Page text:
Shifting action is light, like the previous generation. Shimano claims that the front derailleur has a lighter action than 9000, but that is hard to differentiate out on the road. Suffice it to say that the action is excellent. Shift lever throw is decreased, but not to the point of accidental shifts. The rearward paddle on the shifter, what Shimano calls the ‘release lever’, is larger now and made shifts from the drops easier.

The shifters now feature 14 millimeters of reach adjust, up from 10mm on the 9000 levers. This additional range is to better accommodate larger hands, and out of the box, the levers come with the reach at two thirds, roughly the same reach as the fully extended 9000 levers.

As expected, when assembled by Shimano techs, the new Dura-Ace R9100 functioned flawlessly. Only more time aboard the new group will tell if that performance stands up to months of hard use in varying conditions. But if the 9000 series of parts serve as an indicator, those consumers willing to pony up for the best that the Japanese firm has to offer won’t be disappointed.

While it isn’t something you can appreciate while riding, the placement of the inner chainring on the crankset is 0.4 millimeters closer to the centerline of the bike. This improves chainline and allows frame manufacturers to use shorter chainstays. Shimano specs now list 410 millimeters as its shortest recommended chainstays, down from 415mm when using 9000 series cranks.

Dura-Ace R9100: installation and compatibility

While the on-bike experience of any group is important, so too is its ease of installation and adjustment. Several new features make 9100 a bit nicer for the tinkerers.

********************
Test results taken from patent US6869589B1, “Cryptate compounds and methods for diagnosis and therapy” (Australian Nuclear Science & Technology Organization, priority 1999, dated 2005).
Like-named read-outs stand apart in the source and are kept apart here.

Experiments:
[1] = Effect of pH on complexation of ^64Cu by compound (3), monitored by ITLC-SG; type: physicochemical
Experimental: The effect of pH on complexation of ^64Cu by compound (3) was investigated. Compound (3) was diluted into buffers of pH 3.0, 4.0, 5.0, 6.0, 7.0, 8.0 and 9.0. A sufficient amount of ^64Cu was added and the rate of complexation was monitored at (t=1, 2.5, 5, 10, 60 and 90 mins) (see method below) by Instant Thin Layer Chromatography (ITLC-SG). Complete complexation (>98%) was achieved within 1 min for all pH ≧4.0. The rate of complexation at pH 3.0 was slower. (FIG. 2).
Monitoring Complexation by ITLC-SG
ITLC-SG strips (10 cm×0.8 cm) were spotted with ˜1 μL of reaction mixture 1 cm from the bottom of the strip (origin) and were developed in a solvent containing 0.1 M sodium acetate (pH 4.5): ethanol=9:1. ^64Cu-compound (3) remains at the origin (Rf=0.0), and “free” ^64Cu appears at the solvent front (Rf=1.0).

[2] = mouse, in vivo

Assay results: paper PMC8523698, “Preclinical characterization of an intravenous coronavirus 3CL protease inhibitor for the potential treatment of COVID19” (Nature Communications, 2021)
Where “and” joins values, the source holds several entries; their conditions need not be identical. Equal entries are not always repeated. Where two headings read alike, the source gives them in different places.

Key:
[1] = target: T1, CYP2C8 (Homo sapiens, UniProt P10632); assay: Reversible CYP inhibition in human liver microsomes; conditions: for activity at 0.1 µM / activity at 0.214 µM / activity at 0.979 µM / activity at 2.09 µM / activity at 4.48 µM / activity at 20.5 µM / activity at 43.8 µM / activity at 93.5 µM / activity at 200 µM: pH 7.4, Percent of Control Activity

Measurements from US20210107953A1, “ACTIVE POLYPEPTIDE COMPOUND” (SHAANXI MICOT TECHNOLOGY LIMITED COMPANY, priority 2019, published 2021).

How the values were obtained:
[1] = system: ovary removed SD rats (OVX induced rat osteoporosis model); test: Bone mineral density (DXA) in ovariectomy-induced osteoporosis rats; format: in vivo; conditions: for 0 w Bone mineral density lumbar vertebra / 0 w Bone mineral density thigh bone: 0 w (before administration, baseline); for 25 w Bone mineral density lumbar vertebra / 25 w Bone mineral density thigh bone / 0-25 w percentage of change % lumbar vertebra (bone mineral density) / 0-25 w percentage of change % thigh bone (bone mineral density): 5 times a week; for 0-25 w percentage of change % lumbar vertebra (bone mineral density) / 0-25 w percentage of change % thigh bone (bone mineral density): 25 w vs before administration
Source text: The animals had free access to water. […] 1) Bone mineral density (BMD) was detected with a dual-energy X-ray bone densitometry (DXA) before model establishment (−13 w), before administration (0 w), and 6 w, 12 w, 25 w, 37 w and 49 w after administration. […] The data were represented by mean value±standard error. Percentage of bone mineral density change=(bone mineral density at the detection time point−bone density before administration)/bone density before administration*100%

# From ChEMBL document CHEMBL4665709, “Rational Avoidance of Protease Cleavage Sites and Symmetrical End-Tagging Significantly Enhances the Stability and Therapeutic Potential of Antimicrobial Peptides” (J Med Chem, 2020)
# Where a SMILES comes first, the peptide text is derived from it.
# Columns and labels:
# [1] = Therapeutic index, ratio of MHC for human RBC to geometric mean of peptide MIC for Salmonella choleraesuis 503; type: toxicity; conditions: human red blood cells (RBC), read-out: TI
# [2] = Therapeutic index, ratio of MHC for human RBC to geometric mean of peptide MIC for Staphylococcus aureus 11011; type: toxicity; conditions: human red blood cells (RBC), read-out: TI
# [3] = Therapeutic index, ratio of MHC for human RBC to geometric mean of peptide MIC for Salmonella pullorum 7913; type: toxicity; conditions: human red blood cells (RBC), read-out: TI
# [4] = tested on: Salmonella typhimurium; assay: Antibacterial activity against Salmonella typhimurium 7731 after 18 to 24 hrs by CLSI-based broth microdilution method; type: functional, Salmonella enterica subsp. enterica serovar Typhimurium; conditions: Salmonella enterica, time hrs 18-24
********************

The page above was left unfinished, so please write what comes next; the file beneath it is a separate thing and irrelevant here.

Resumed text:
The front derailleur in particular is worth a mention. Gone is the tall arm of current 11-speed Shimano front derailleurs, replaced with an internal toggle mechanism. This creates more clearance for large tires, an issue that some cyclocross and gravel bikes ran into with the previous mechanisms.

Also built into the new derailleur is a cable tension adjuster. This eliminates the need to install an in-line barrel adjuster when assembling the bike. Lastly, the new mech can be pulled by a bare cable but also incorporates a housing stop, allowing frame manufacturers more options for cable routing.

Dura-Ace R9100 retains the same cable actuation rates as 9000, which means that reverse compatibility isn’t an issue. For those who want to run the new 11-30 cassette, you’ll only need a rear derailleur and the cassette. If you have tire clearance issues with your front derailleur, you can run the new one with your 9000 or 6800 levers.

If the new shifter ergonomics have bowled you over, get yourself a set and use the drivetrain you already have. The only exception to a complete reverse compatibility is using the new crank with an old front derailleur. On some frames, the old front derailleur won’t have a wide enough adjustment range to clear the new inboard inner chainring.

Dura-Ace R9100: early verdict

The real question that many of us are asking is whether the new mechanical group offers enough of a performance improvement that it merits upgrading your current bike. If you currently ride Dura-Ace 9000, I have to say no.

Perhaps certain features appeal to you. If so, buy only what you’re dying to try. If you’re looking to buy a new bike on the other hand, the new 9100 group will deliver exceptional performance, just as its predecessor did.